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EU votes against compulsory GM food labelling

Ecologist

7th July, 2010

Campaigners angry at EU's decision to keep consumers 'in the dark' over food from animals given genetically modified (GM) feed

Consumers will continue to be none the wiser about whether they are eating food from animals raised on genetically-modified feed after MEPs voted against introducing a compulsory label rule.

There is currently no requirement on the food industry to label meat or dairy products produced using GM animal feed, usually made from GM soya or maize. However, campaigners have argued that consumers should be given a choice about whether or not to buy such produce.

A recent poll commissioned by Friends of the Earth found that less than 40 per cent of the public was aware that GM was creeping onto their plates via imported GM cereals and protein crops fed to livestock in the UK. Almost 90 per cent of those surveyed wanted these products to be clearly labelled.

Genewatch director Dr Helen Wallace said consumers should be 'given a choice' and blamed the vote against labelling on lobbying from the food industry.

'They want consumer decisions to focus on the end product you see on the shelf and not the wider issues,' she said.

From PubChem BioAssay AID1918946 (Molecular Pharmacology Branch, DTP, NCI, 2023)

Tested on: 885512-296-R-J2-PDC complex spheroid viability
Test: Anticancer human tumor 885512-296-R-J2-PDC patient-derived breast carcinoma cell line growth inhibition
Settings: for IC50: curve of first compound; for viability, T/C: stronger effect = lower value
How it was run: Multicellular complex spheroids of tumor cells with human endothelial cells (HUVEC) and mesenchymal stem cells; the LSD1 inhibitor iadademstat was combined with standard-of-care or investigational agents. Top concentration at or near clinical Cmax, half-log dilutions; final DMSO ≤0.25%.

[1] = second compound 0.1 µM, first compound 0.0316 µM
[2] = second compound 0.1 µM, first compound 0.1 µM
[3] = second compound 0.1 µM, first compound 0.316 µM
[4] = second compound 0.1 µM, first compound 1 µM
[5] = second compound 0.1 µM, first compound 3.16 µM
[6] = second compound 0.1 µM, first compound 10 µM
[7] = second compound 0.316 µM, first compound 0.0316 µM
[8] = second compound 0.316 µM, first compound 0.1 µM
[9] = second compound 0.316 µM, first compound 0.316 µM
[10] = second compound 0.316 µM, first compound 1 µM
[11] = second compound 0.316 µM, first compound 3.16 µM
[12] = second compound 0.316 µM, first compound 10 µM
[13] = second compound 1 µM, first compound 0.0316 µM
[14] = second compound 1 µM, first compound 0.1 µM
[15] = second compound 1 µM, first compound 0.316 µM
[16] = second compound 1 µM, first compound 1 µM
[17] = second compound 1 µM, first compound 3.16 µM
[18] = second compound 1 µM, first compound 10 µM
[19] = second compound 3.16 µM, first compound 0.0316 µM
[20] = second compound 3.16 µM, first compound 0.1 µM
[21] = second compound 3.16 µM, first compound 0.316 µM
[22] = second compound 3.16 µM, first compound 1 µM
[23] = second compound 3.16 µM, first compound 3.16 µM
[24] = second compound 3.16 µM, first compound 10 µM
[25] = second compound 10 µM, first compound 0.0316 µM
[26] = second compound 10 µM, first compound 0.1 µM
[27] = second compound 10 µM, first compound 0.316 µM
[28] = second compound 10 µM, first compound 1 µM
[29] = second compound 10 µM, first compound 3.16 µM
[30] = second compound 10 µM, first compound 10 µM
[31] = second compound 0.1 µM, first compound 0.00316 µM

The vote against feed labelling comes as the EU commission prepares to approve the import of six new GM maize varieties after lobbying by biotech firms Syngenta and Monsanto.

Renewed calls for cloning ban


Campaigners may take some heart from another vote by MEPs in favour of a ban on meat and dairy products from cloned animals and a moratorium on foods using nanotechnology until potential health risks can be ruled out.

At present there are no specific rules covering either cloned food or nano-sized ingredients or processes, although nanotechnology is already being used in food and food packaging.

Although MEPs voted in favour of the ban, the EU Council must still approve the decision. It has previously rejected calls for a ban by MEPs, hence the need for a second vote, and is said to be in favour of simply 'regulating' food from cloned animals. A final decision on both issues is expected this autumn.

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